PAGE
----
rate of convergence of an optimal estimator, showing that the sample complexity of estimating entropy to within additive c is Omega(n/ (c log n). The previous lower-bounds on these sample complexities were n/2^Theta(Sqrt(log n)), for constant c. We explicitly exhibit such a family of pairs of distributions D,D' via a Laguerre polynomial construction that may be of independent interest.

- Arnab Bhattacharyya, Eldar Fischer, Ronitt Rubinfeld, and Paul Valiant.
*Testing Monotonicity of Distributions over General Partial Orders*. Proc. 2nd Innovations in Computer Science (ICS), 2011.

We investigate the number of samples required for testing the monotonicity of a distribution with respect to an arbitrary underlying partially ordered set. Our first result is a nearly linear lower bound for the sample complexity of testing monotonicity with respect to the poset consisting of a directed perfect matching. This is the first nearly linear lower bound known for a natural non-symmetric property of distributions. Testing monotonicity with respect to the matching reduces to testing monotonicity with respect to various other natural posets, showing corresponding lower bounds for these posets also. Next, we show that whenever a poset has a linear-sized matching in the transitive closure of its Hasse digraph, testing monotonicity with respect to it requires Omega(Sqrt(n)) samples. Previous such lower bounds applied only to the total order. We also give upper bounds to the sample complexity in terms of the chain decomposition of the poset. Our results simplify the known tester for the two dimensional grid and give the first sublinear bounds for higher dimensional grids and the Boolean cube.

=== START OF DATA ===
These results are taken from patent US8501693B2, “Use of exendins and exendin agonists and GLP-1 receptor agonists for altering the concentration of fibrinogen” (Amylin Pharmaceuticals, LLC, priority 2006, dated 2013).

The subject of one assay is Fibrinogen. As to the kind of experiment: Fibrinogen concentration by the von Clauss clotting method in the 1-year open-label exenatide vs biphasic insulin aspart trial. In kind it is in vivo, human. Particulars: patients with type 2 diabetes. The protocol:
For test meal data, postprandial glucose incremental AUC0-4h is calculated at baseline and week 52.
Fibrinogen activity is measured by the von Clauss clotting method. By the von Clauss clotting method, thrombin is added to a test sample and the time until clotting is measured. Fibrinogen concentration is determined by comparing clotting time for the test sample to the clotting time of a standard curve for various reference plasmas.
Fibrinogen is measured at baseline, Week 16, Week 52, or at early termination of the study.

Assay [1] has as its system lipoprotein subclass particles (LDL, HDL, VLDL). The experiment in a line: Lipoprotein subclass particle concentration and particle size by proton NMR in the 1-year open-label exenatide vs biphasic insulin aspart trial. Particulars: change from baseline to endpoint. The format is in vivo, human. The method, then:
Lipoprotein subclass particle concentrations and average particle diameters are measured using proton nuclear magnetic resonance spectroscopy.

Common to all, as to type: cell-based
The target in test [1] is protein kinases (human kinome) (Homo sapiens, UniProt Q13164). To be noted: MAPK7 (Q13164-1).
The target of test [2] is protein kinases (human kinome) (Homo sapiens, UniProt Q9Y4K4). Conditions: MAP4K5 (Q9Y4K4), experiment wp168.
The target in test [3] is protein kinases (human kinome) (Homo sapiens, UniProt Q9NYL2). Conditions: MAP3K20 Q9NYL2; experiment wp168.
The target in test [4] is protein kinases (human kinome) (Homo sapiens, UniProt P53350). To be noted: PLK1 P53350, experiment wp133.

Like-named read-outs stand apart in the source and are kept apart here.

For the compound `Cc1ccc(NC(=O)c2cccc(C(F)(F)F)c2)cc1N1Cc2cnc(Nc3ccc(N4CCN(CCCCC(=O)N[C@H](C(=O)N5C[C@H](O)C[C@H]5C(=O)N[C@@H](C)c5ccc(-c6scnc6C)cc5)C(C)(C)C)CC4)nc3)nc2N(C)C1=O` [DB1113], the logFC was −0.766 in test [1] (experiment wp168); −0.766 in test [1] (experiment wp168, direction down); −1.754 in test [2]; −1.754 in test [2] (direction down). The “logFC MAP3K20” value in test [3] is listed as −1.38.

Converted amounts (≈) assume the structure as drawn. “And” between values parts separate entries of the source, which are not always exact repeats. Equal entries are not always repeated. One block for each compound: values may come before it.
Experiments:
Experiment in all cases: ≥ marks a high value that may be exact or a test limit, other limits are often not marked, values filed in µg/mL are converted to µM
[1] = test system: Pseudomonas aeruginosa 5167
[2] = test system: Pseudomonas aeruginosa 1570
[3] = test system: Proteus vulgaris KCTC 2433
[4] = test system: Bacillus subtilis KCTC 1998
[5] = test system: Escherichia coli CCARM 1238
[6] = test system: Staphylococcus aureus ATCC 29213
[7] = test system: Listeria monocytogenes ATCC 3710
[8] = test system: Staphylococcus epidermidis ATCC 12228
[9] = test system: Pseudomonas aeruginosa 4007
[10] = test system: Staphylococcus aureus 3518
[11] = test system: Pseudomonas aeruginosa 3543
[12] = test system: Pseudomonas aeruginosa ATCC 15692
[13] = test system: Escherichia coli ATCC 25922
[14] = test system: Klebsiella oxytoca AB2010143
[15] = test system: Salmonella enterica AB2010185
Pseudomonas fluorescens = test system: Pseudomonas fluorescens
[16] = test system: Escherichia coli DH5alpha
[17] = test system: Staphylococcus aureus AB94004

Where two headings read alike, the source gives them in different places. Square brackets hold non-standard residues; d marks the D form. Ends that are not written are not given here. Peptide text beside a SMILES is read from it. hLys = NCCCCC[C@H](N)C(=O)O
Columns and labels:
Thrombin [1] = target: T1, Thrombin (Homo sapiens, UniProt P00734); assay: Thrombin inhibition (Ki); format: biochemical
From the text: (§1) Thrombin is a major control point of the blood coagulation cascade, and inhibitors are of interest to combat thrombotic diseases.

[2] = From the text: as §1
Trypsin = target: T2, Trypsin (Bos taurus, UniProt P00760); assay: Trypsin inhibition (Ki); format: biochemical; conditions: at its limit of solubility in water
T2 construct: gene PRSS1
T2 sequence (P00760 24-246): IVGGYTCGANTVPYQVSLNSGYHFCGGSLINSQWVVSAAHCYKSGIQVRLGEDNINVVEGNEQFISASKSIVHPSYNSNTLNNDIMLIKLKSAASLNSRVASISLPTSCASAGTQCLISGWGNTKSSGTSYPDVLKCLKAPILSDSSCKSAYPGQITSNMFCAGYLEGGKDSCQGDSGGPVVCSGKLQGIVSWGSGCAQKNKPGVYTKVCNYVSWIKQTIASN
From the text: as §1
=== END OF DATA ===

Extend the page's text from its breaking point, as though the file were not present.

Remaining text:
- Jing Chen, Silvio Micali, and Paul Valiant.
*Robustly Leveraging Collusion in Combinatorial Auctions*. Proc. 1st Innovations in Computer Science (ICS), 2010, pp. 81-93.

Because of its devastating effects in auctions and other mechanisms, collusion is prohibited and legally prosecuted. Yet, colluders have always existed, and may continue to exist. We thus raise the following question for mechanism design:

*What desiderata are achievable, and by what type of mechanisms, when any set of players who wish to collude are free to do so without any restrictions on the way in which they cooperate and coordinate their actions?*In response to this question we put forward and exemplify the notion of a

*collusion-leveraging mechanism*. In essence, this is a mechanism aligning its desiderata with the incentives of all its players, including colluders, to a significant and mutually beneficial extent. Of course such mechanisms may exist only for suitable desiderata.In unrestricted combinatorial auctions, where classical mechanisms essentially guarantee 0 social welfare and 0 revenue in the presence of just two colluders, we prove that it is possible for collusion-leveraging mechanisms to guarantee that the sum of social welfare and revenue is always high, even when all players are collusive.

To guarantee better performance, collusion-leveraging mechanisms in essence "welcome" collusive players, rather than pretending they do not exist, raising a host of new questions at the intersection of cooperative and non-cooperative game theory.